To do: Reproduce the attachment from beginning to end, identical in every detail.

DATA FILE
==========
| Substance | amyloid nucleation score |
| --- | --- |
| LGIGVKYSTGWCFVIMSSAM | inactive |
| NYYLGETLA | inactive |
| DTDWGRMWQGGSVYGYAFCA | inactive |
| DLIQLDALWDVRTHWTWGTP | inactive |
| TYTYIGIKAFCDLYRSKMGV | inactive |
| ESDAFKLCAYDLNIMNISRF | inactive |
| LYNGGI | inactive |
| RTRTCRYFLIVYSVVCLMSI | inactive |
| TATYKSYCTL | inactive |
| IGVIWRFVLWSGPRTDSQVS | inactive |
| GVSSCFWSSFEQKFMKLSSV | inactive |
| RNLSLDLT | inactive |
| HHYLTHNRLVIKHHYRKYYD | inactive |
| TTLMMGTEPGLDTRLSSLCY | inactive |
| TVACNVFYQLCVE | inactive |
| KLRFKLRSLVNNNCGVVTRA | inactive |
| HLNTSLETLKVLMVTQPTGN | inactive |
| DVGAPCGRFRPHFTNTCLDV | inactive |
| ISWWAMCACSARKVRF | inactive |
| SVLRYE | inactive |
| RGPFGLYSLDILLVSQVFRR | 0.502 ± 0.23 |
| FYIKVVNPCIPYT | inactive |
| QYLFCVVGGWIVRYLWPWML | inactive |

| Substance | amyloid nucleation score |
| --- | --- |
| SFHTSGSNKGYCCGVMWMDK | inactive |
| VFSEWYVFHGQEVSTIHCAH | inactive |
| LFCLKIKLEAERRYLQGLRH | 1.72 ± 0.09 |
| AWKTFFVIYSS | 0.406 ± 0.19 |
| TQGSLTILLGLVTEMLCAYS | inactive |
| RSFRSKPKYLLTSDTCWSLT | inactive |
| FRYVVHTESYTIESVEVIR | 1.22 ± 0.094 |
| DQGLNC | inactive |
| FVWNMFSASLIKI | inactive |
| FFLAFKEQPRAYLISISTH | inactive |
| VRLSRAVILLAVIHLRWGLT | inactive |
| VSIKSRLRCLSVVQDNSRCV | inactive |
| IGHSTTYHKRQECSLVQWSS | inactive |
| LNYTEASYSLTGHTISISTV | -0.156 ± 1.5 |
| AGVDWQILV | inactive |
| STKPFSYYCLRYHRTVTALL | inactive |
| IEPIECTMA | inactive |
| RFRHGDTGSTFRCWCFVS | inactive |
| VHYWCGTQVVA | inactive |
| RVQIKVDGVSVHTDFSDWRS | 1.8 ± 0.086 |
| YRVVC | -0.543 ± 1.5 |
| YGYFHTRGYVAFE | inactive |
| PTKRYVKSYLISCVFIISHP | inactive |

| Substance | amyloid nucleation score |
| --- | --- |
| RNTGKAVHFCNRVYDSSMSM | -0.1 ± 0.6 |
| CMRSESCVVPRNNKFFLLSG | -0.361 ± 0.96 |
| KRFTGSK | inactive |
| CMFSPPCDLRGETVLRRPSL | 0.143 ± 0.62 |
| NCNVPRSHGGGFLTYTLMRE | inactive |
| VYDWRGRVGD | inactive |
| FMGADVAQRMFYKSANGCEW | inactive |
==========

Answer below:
| Substance | amyloid nucleation score |
| --- | --- |
| LGIGVKYSTGWCFVIMSSAM | inactive |
| NYYLGETLA | inactive |
| DTDWGRMWQGGSVYGYAFCA | inactive |
| DLIQLDALWDVRTHWTWGTP | inactive |
| TYTYIGIKAFCDLYRSKMGV | inactive |
| ESDAFKLCAYDLNIMNISRF | inactive |
| LYNGGI | inactive |
| RTRTCRYFLIVYSVVCLMSI | inactive |
| TATYKSYCTL | inactive |
| IGVIWRFVLWSGPRTDSQVS | inactive |
| GVSSCFWSSFEQKFMKLSSV | inactive |
| RNLSLDLT | inactive |
| HHYLTHNRLVIKHHYRKYYD | inactive |
| TTLMMGTEPGLDTRLSSLCY | inactive |
| TVACNVFYQLCVE | inactive |
| KLRFKLRSLVNNNCGVVTRA | inactive |
| HLNTSLETLKVLMVTQPTGN | inactive |
| DVGAPCGRFRPHFTNTCLDV | inactive |
| ISWWAMCACSARKVRF | inactive |
| SVLRYE | inactive |
| RGPFGLYSLDILLVSQVFRR | 0.502 ± 0.23 |
| FYIKVVNPCIPYT | inactive |
| QYLFCVVGGWIVRYLWPWML | inactive |

| Substance | amyloid nucleation score |
| --- | --- |
| SFHTSGSNKGYCCGVMWMDK | inactive |
| VFSEWYVFHGQEVSTIHCAH | inactive |
| LFCLKIKLEAERRYLQGLRH | 1.72 ± 0.09 |
| AWKTFFVIYSS | 0.406 ± 0.19 |
| TQGSLTILLGLVTEMLCAYS | inactive |
| RSFRSKPKYLLTSDTCWSLT | inactive |
| FRYVVHTESYTIESVEVIR | 1.22 ± 0.094 |
| DQGLNC | inactive |
| FVWNMFSASLIKI | inactive |
| FFLAFKEQPRAYLISISTH | inactive |
| VRLSRAVILLAVIHLRWGLT | inactive |
| VSIKSRLRCLSVVQDNSRCV | inactive |
| IGHSTTYHKRQECSLVQWSS | inactive |
| LNYTEASYSLTGHTISISTV | -0.156 ± 1.5 |
| AGVDWQILV | inactive |
| STKPFSYYCLRYHRTVTALL | inactive |
| IEPIECTMA | inactive |
| RFRHGDTGSTFRCWCFVS | inactive |
| VHYWCGTQVVA | inactive |
| RVQIKVDGVSVHTDFSDWRS | 1.8 ± 0.086 |
| YRVVC | -0.543 ± 1.5 |
| YGYFHTRGYVAFE | inactive |
| PTKRYVKSYLISCVFIISHP | inactive |

| Substance | amyloid nucleation score |
| --- | --- |
| RNTGKAVHFCNRVYDSSMSM | -0.1 ± 0.6 |
| CMRSESCVVPRNNKFFLLSG | -0.361 ± 0.96 |
| KRFTGSK | inactive |
| CMFSPPCDLRGETVLRRPSL | 0.143 ± 0.62 |
| NCNVPRSHGGGFLTYTLMRE | inactive |
| VYDWRGRVGD | inactive |
| FMGADVAQRMFYKSANGCEW | inactive |